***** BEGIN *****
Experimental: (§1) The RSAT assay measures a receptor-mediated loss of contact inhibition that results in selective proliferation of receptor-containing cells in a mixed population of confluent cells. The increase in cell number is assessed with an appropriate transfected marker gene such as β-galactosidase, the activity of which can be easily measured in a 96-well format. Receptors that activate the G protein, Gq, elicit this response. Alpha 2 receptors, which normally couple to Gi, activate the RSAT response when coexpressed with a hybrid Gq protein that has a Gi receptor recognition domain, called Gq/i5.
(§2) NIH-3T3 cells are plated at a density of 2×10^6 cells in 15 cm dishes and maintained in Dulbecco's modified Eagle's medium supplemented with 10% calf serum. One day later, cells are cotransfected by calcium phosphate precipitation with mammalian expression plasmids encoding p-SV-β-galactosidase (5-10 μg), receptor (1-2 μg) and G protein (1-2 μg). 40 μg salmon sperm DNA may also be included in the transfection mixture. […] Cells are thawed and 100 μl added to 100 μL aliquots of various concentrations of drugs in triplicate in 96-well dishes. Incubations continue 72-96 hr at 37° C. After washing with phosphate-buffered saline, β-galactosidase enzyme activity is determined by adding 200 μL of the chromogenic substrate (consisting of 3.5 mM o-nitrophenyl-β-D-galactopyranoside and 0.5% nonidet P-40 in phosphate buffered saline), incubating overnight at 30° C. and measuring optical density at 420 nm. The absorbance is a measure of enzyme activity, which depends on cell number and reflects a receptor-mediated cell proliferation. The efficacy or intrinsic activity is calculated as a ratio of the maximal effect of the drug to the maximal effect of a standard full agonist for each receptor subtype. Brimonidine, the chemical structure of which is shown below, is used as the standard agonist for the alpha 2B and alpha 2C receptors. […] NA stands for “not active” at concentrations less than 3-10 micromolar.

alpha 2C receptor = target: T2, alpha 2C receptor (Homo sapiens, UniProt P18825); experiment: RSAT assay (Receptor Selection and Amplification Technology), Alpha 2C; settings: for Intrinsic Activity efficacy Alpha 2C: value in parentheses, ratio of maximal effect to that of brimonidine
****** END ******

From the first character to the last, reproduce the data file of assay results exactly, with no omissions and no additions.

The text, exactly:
Experimental: (§1) The RSAT assay measures a receptor-mediated loss of contact inhibition that results in selective proliferation of receptor-containing cells in a mixed population of confluent cells. The increase in cell number is assessed with an appropriate transfected marker gene such as β-galactosidase, the activity of which can be easily measured in a 96-well format. Receptors that activate the G protein, Gq, elicit this response. Alpha 2 receptors, which normally couple to Gi, activate the RSAT response when coexpressed with a hybrid Gq protein that has a Gi receptor recognition domain, called Gq/i5.
(§2) NIH-3T3 cells are plated at a density of 2×10^6 cells in 15 cm dishes and maintained in Dulbecco's modified Eagle's medium supplemented with 10% calf serum. One day later, cells are cotransfected by calcium phosphate precipitation with mammalian expression plasmids encoding p-SV-β-galactosidase (5-10 μg), receptor (1-2 μg) and G protein (1-2 μg). 40 μg salmon sperm DNA may also be included in the transfection mixture. […] Cells are thawed and 100 μl added to 100 μL aliquots of various concentrations of drugs in triplicate in 96-well dishes. Incubations continue 72-96 hr at 37° C. After washing with phosphate-buffered saline, β-galactosidase enzyme activity is determined by adding 200 μL of the chromogenic substrate (consisting of 3.5 mM o-nitrophenyl-β-D-galactopyranoside and 0.5% nonidet P-40 in phosphate buffered saline), incubating overnight at 30° C. and measuring optical density at 420 nm. The absorbance is a measure of enzyme activity, which depends on cell number and reflects a receptor-mediated cell proliferation. The efficacy or intrinsic activity is calculated as a ratio of the maximal effect of the drug to the maximal effect of a standard full agonist for each receptor subtype. Brimonidine, the chemical structure of which is shown below, is used as the standard agonist for the alpha 2B and alpha 2C receptors. […] NA stands for “not active” at concentrations less than 3-10 micromolar.

alpha 2C receptor = target: T2, alpha 2C receptor (Homo sapiens, UniProt P18825); experiment: RSAT assay (Receptor Selection and Amplification Technology), Alpha 2C; settings: for Intrinsic Activity efficacy Alpha 2C: value in parentheses, ratio of maximal effect to that of brimonidine